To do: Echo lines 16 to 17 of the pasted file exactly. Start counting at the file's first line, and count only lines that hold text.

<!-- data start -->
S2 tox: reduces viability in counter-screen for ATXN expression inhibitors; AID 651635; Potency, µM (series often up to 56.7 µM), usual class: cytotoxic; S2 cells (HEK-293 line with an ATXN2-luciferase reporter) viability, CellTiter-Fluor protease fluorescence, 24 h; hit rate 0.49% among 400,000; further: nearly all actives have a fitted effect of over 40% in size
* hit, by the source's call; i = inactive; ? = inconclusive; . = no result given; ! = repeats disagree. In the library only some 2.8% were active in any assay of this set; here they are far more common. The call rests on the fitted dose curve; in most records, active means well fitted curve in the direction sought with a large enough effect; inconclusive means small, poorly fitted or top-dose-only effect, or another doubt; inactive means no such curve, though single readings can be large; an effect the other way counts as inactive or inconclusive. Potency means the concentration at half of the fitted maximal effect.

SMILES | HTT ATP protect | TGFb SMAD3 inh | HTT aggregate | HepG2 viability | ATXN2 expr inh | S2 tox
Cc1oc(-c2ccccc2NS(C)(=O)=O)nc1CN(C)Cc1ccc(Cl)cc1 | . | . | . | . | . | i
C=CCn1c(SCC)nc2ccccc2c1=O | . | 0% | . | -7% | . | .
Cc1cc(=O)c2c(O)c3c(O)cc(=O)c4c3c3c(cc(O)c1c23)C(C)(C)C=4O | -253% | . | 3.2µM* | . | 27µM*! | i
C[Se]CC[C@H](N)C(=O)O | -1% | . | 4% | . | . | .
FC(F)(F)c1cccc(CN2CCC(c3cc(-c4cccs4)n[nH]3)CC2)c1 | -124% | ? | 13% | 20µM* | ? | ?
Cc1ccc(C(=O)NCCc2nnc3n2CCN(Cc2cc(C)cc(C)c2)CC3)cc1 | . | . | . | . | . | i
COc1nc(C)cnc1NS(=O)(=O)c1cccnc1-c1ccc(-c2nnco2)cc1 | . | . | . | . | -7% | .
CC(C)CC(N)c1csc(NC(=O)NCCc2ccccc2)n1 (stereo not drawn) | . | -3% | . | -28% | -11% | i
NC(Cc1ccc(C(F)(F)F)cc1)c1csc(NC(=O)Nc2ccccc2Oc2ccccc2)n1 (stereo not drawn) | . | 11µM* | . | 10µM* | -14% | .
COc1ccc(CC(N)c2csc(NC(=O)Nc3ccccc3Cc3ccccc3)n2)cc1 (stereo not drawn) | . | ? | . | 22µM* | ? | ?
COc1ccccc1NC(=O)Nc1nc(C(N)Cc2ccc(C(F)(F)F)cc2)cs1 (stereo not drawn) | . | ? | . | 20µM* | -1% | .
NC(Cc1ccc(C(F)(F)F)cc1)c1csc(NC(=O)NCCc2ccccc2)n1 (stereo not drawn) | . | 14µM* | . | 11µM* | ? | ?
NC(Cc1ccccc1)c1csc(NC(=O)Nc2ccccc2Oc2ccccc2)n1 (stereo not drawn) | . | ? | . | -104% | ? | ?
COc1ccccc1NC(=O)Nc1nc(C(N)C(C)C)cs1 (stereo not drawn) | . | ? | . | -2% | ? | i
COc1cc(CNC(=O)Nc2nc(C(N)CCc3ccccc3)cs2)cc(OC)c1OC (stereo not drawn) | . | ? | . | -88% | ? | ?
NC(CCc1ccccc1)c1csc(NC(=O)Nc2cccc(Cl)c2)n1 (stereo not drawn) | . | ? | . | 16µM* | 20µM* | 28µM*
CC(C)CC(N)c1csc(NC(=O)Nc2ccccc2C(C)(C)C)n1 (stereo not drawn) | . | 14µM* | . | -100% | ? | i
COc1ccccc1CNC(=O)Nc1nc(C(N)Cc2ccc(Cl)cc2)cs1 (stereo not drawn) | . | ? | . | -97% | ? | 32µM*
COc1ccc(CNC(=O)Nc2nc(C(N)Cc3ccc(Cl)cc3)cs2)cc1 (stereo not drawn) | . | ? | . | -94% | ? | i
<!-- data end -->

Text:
NC(Cc1ccccc1)c1csc(NC(=O)Nc2ccccc2Oc2ccccc2)n1 (stereo not drawn) | . | ? | . | -104% | ? | ?
COc1ccccc1NC(=O)Nc1nc(C(N)C(C)C)cs1 (stereo not drawn) | . | ? | . | -2% | ? | i